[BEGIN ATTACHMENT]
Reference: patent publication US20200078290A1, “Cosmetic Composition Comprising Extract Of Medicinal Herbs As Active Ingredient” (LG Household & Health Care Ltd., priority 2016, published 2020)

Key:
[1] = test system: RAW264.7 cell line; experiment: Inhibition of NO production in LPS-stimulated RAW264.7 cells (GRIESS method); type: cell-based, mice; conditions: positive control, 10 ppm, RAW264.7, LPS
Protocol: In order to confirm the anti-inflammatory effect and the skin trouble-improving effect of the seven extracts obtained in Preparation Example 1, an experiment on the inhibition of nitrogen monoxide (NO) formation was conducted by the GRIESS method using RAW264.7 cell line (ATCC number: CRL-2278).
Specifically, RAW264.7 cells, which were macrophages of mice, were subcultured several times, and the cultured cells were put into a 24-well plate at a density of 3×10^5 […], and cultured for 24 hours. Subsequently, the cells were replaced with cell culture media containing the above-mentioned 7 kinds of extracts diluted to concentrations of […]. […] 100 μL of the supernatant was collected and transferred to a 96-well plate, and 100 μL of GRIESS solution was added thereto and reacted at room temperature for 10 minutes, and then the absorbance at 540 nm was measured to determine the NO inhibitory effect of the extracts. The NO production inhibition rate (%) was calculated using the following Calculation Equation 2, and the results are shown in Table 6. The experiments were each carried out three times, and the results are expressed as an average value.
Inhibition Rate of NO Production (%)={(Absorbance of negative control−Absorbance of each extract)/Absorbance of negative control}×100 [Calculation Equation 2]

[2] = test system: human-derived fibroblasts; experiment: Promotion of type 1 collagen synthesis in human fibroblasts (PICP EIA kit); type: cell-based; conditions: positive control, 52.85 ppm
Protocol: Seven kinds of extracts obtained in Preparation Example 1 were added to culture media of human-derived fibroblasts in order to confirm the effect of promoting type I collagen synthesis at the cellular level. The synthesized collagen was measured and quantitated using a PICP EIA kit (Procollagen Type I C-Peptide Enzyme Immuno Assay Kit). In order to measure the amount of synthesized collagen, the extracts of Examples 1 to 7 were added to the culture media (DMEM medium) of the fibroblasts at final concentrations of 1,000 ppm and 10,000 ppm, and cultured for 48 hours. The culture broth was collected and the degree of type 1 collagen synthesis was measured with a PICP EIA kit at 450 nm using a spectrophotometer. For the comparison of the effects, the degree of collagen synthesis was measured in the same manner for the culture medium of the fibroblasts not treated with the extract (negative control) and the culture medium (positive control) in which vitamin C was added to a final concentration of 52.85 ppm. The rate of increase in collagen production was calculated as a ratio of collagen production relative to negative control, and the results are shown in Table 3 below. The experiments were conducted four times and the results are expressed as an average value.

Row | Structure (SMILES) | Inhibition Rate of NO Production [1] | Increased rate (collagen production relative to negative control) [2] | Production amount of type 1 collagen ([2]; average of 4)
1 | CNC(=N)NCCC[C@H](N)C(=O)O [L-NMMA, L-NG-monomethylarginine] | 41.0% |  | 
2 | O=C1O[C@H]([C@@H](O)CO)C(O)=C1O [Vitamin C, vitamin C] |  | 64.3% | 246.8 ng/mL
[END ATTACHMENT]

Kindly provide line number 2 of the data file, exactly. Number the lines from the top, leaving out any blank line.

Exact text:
Key: